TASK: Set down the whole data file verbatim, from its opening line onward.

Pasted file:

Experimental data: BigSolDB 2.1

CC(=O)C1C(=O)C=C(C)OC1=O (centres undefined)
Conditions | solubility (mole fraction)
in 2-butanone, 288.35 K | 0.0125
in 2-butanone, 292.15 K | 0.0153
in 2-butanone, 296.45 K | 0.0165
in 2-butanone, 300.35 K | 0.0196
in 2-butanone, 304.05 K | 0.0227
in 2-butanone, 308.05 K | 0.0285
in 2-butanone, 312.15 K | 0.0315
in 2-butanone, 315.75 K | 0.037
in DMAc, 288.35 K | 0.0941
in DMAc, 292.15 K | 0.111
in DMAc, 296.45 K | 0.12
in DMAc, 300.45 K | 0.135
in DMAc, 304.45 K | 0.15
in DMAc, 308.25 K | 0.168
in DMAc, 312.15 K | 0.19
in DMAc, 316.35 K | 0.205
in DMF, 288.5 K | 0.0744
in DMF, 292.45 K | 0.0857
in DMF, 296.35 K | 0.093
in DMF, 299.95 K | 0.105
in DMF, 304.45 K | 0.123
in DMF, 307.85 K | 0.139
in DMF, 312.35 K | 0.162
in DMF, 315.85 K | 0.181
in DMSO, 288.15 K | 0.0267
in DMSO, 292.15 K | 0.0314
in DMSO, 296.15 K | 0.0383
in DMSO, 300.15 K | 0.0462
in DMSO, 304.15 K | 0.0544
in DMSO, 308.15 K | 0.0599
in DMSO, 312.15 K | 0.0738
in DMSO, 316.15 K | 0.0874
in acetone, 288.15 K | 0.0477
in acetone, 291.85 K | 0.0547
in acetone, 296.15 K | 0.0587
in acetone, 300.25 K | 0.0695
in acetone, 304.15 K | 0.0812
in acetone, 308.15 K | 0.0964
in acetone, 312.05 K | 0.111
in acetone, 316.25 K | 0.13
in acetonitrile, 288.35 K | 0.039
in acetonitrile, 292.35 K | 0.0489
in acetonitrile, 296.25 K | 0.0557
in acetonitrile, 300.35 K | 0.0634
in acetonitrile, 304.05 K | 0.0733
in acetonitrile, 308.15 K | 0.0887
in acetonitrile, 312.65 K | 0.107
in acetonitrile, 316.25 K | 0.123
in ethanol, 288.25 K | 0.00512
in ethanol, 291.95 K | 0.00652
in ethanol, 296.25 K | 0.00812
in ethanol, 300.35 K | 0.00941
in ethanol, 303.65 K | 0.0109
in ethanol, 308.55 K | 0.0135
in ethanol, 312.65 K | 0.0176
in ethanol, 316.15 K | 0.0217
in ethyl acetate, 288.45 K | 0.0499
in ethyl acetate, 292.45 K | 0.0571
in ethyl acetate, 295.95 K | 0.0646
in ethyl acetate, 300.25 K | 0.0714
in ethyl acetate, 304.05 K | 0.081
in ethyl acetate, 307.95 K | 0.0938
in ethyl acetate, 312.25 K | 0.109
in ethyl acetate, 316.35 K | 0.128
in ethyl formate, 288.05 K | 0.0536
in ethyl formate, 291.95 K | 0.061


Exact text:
Experimental data: BigSolDB 2.1

CC(=O)C1C(=O)C=C(C)OC1=O (centres undefined)
Conditions | solubility (mole fraction)
in 2-butanone, 288.35 K | 0.0125
in 2-butanone, 292.15 K | 0.0153
in 2-butanone, 296.45 K | 0.0165
in 2-butanone, 300.35 K | 0.0196
in 2-butanone, 304.05 K | 0.0227
in 2-butanone, 308.05 K | 0.0285
in 2-butanone, 312.15 K | 0.0315
in 2-butanone, 315.75 K | 0.037
in DMAc, 288.35 K | 0.0941
in DMAc, 292.15 K | 0.111
in DMAc, 296.45 K | 0.12
in DMAc, 300.45 K | 0.135
in DMAc, 304.45 K | 0.15
in DMAc, 308.25 K | 0.168
in DMAc, 312.15 K | 0.19
in DMAc, 316.35 K | 0.205
in DMF, 288.5 K | 0.0744
in DMF, 292.45 K | 0.0857
in DMF, 296.35 K | 0.093
in DMF, 299.95 K | 0.105
in DMF, 304.45 K | 0.123
in DMF, 307.85 K | 0.139
in DMF, 312.35 K | 0.162
in DMF, 315.85 K | 0.181
in DMSO, 288.15 K | 0.0267
in DMSO, 292.15 K | 0.0314
in DMSO, 296.15 K | 0.0383
in DMSO, 300.15 K | 0.0462
in DMSO, 304.15 K | 0.0544
in DMSO, 308.15 K | 0.0599
in DMSO, 312.15 K | 0.0738
in DMSO, 316.15 K | 0.0874
in acetone, 288.15 K | 0.0477
in acetone, 291.85 K | 0.0547
in acetone, 296.15 K | 0.0587
in acetone, 300.25 K | 0.0695
in acetone, 304.15 K | 0.0812
in acetone, 308.15 K | 0.0964
in acetone, 312.05 K | 0.111
in acetone, 316.25 K | 0.13
in acetonitrile, 288.35 K | 0.039
in acetonitrile, 292.35 K | 0.0489
in acetonitrile, 296.25 K | 0.0557
in acetonitrile, 300.35 K | 0.0634
in acetonitrile, 304.05 K | 0.0733
in acetonitrile, 308.15 K | 0.0887
in acetonitrile, 312.65 K | 0.107
in acetonitrile, 316.25 K | 0.123
in ethanol, 288.25 K | 0.00512
in ethanol, 291.95 K | 0.00652
in ethanol, 296.25 K | 0.00812
in ethanol, 300.35 K | 0.00941
in ethanol, 303.65 K | 0.0109
in ethanol, 308.55 K | 0.0135
in ethanol, 312.65 K | 0.0176
in ethanol, 316.15 K | 0.0217
in ethyl acetate, 288.45 K | 0.0499
in ethyl acetate, 292.45 K | 0.0571
in ethyl acetate, 295.95 K | 0.0646
in ethyl acetate, 300.25 K | 0.0714
in ethyl acetate, 304.05 K | 0.081
in ethyl acetate, 307.95 K | 0.0938
in ethyl acetate, 312.25 K | 0.109
in ethyl acetate, 316.35 K | 0.128
in ethyl formate, 288.05 K | 0.0536
in ethyl formate, 291.95 K | 0.061